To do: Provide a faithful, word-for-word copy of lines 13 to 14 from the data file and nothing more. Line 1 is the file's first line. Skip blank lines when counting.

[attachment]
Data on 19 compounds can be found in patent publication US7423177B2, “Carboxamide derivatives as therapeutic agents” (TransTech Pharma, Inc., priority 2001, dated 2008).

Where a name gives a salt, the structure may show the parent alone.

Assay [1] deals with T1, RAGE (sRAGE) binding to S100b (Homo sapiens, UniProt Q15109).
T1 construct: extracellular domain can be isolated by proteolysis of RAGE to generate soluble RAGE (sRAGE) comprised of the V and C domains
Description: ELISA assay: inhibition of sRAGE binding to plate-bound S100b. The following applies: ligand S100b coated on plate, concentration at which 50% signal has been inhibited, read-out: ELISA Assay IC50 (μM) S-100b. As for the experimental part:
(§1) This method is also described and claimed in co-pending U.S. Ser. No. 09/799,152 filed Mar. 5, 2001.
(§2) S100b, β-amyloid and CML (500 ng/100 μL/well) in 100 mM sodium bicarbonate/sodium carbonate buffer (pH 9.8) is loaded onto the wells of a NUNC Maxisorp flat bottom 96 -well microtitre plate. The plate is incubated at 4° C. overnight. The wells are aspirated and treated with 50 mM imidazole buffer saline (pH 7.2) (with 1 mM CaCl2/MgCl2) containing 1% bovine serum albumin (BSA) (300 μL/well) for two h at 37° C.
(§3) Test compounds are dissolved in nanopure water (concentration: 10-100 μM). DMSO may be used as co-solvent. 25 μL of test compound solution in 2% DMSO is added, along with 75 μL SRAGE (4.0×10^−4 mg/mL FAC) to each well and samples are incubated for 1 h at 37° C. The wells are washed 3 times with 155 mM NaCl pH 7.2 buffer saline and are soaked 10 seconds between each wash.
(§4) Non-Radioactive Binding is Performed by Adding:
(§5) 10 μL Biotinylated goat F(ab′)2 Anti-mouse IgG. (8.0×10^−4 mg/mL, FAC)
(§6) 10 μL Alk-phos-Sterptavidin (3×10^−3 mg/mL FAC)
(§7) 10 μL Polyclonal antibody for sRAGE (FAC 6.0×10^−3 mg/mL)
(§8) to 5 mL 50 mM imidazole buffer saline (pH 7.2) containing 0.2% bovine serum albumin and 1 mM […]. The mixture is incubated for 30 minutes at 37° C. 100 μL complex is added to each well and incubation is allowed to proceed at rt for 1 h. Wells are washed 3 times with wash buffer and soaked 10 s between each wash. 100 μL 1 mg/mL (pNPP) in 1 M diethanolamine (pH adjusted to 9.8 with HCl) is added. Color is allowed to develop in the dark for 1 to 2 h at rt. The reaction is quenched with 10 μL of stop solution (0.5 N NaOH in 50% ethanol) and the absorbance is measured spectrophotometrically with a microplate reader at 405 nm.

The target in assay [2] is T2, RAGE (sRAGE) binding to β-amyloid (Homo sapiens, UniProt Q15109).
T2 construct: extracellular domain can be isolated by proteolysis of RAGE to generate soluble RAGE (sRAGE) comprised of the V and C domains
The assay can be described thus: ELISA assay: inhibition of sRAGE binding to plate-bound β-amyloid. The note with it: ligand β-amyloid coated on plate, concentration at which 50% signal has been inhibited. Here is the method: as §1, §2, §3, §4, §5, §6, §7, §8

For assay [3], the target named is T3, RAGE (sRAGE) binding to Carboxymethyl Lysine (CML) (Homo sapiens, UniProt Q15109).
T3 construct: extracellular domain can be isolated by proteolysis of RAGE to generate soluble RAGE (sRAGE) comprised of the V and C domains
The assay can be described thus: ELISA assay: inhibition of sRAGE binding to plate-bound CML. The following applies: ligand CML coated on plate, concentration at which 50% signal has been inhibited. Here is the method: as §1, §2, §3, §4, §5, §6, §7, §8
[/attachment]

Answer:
(§8) to 5 mL 50 mM imidazole buffer saline (pH 7.2) containing 0.2% bovine serum albumin and 1 mM […]. The mixture is incubated for 30 minutes at 37° C. 100 μL complex is added to each well and incubation is allowed to proceed at rt for 1 h. Wells are washed 3 times with wash buffer and soaked 10 s between each wash. 100 μL 1 mg/mL (pNPP) in 1 M diethanolamine (pH adjusted to 9.8 with HCl) is added. Color is allowed to develop in the dark for 1 to 2 h at rt. The reaction is quenched with 10 μL of stop solution (0.5 N NaOH in 50% ethanol) and the absorbance is measured spectrophotometrically with a microplate reader at 405 nm.

The target in assay [2] is T2, RAGE (sRAGE) binding to β-amyloid (Homo sapiens, UniProt Q15109).